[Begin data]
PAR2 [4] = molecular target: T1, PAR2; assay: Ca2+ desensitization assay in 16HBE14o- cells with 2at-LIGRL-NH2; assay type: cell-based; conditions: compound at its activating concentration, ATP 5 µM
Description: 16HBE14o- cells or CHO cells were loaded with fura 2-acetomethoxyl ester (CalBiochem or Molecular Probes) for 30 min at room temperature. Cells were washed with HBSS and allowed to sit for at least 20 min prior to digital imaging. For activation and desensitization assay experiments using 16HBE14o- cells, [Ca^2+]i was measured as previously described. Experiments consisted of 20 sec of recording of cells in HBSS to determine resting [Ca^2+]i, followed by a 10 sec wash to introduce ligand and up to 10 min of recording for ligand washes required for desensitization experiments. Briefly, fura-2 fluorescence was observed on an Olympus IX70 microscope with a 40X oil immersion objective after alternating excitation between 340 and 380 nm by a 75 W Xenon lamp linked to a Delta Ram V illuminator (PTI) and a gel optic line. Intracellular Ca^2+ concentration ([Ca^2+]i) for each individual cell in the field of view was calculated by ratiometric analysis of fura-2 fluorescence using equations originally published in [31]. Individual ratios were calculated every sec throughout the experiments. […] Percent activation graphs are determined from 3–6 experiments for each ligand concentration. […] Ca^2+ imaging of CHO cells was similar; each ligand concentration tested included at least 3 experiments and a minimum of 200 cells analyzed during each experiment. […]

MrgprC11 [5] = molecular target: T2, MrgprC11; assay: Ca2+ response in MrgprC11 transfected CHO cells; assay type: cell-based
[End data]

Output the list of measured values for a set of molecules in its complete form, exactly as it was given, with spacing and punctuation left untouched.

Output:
PAR2 [4] = molecular target: T1, PAR2; assay: Ca2+ desensitization assay in 16HBE14o- cells with 2at-LIGRL-NH2; assay type: cell-based; conditions: compound at its activating concentration, ATP 5 µM
Description: 16HBE14o- cells or CHO cells were loaded with fura 2-acetomethoxyl ester (CalBiochem or Molecular Probes) for 30 min at room temperature. Cells were washed with HBSS and allowed to sit for at least 20 min prior to digital imaging. For activation and desensitization assay experiments using 16HBE14o- cells, [Ca^2+]i was measured as previously described. Experiments consisted of 20 sec of recording of cells in HBSS to determine resting [Ca^2+]i, followed by a 10 sec wash to introduce ligand and up to 10 min of recording for ligand washes required for desensitization experiments. Briefly, fura-2 fluorescence was observed on an Olympus IX70 microscope with a 40X oil immersion objective after alternating excitation between 340 and 380 nm by a 75 W Xenon lamp linked to a Delta Ram V illuminator (PTI) and a gel optic line. Intracellular Ca^2+ concentration ([Ca^2+]i) for each individual cell in the field of view was calculated by ratiometric analysis of fura-2 fluorescence using equations originally published in [31]. Individual ratios were calculated every sec throughout the experiments. […] Percent activation graphs are determined from 3–6 experiments for each ligand concentration. […] Ca^2+ imaging of CHO cells was similar; each ligand concentration tested included at least 3 experiments and a minimum of 200 cells analyzed during each experiment. […]

MrgprC11 [5] = molecular target: T2, MrgprC11; assay: Ca2+ response in MrgprC11 transfected CHO cells; assay type: cell-based